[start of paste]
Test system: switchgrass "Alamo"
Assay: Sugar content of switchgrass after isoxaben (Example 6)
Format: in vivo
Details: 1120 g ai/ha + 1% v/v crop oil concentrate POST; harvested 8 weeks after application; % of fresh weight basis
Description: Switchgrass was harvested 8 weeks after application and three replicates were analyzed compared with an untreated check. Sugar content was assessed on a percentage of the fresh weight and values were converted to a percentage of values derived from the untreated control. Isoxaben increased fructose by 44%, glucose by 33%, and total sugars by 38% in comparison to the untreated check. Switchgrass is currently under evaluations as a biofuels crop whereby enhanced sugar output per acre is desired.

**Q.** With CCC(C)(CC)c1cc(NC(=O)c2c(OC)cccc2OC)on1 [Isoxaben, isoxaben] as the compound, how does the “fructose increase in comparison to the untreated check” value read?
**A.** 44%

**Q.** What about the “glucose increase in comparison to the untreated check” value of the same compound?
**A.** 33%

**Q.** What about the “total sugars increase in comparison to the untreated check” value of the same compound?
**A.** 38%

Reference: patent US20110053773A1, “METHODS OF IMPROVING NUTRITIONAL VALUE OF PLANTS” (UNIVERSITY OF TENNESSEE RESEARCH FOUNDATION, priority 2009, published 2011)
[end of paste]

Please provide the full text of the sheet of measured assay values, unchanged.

Test system: switchgrass "Alamo"
Assay: Sugar content of switchgrass after isoxaben (Example 6)
Format: in vivo
Details: 1120 g ai/ha + 1% v/v crop oil concentrate POST; harvested 8 weeks after application; % of fresh weight basis
Description: Switchgrass was harvested 8 weeks after application and three replicates were analyzed compared with an untreated check. Sugar content was assessed on a percentage of the fresh weight and values were converted to a percentage of values derived from the untreated control. Isoxaben increased fructose by 44%, glucose by 33%, and total sugars by 38% in comparison to the untreated check. Switchgrass is currently under evaluations as a biofuels crop whereby enhanced sugar output per acre is desired.

**Q.** With CCC(C)(CC)c1cc(NC(=O)c2c(OC)cccc2OC)on1 [Isoxaben, isoxaben] as the compound, how does the “fructose increase in comparison to the untreated check” value read?
**A.** 44%

**Q.** What about the “glucose increase in comparison to the untreated check” value of the same compound?
**A.** 33%

**Q.** What about the “total sugars increase in comparison to the untreated check” value of the same compound?
**A.** 38%

Reference: patent US20110053773A1, “METHODS OF IMPROVING NUTRITIONAL VALUE OF PLANTS” (UNIVERSITY OF TENNESSEE RESEARCH FOUNDATION, priority 2009, published 2011)